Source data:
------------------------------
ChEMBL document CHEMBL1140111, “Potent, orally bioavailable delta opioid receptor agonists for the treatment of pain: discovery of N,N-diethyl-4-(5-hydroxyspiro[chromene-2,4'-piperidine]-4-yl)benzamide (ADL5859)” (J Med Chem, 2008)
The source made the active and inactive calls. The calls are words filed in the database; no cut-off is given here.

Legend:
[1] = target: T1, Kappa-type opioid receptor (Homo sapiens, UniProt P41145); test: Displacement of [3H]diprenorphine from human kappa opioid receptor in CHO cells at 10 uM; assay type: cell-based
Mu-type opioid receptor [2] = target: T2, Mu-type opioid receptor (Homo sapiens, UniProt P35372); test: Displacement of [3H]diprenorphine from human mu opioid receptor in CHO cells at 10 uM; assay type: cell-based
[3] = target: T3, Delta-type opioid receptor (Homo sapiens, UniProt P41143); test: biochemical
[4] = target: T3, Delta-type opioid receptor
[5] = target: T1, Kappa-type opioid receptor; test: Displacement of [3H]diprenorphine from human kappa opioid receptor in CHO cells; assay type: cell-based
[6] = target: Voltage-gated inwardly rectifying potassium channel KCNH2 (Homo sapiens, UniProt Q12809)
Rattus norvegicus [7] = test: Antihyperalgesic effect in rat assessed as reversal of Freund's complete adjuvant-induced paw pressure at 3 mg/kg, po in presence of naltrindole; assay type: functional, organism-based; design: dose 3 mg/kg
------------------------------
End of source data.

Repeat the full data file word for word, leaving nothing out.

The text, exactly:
ChEMBL document CHEMBL1140111, “Potent, orally bioavailable delta opioid receptor agonists for the treatment of pain: discovery of N,N-diethyl-4-(5-hydroxyspiro[chromene-2,4'-piperidine]-4-yl)benzamide (ADL5859)” (J Med Chem, 2008)
The source made the active and inactive calls. The calls are words filed in the database; no cut-off is given here.

Legend:
[1] = target: T1, Kappa-type opioid receptor (Homo sapiens, UniProt P41145); test: Displacement of [3H]diprenorphine from human kappa opioid receptor in CHO cells at 10 uM; assay type: cell-based
Mu-type opioid receptor [2] = target: T2, Mu-type opioid receptor (Homo sapiens, UniProt P35372); test: Displacement of [3H]diprenorphine from human mu opioid receptor in CHO cells at 10 uM; assay type: cell-based
[3] = target: T3, Delta-type opioid receptor (Homo sapiens, UniProt P41143); test: biochemical
[4] = target: T3, Delta-type opioid receptor
[5] = target: T1, Kappa-type opioid receptor; test: Displacement of [3H]diprenorphine from human kappa opioid receptor in CHO cells; assay type: cell-based
[6] = target: Voltage-gated inwardly rectifying potassium channel KCNH2 (Homo sapiens, UniProt Q12809)
Rattus norvegicus [7] = test: Antihyperalgesic effect in rat assessed as reversal of Freund's complete adjuvant-induced paw pressure at 3 mg/kg, po in presence of naltrindole; assay type: functional, organism-based; design: dose 3 mg/kg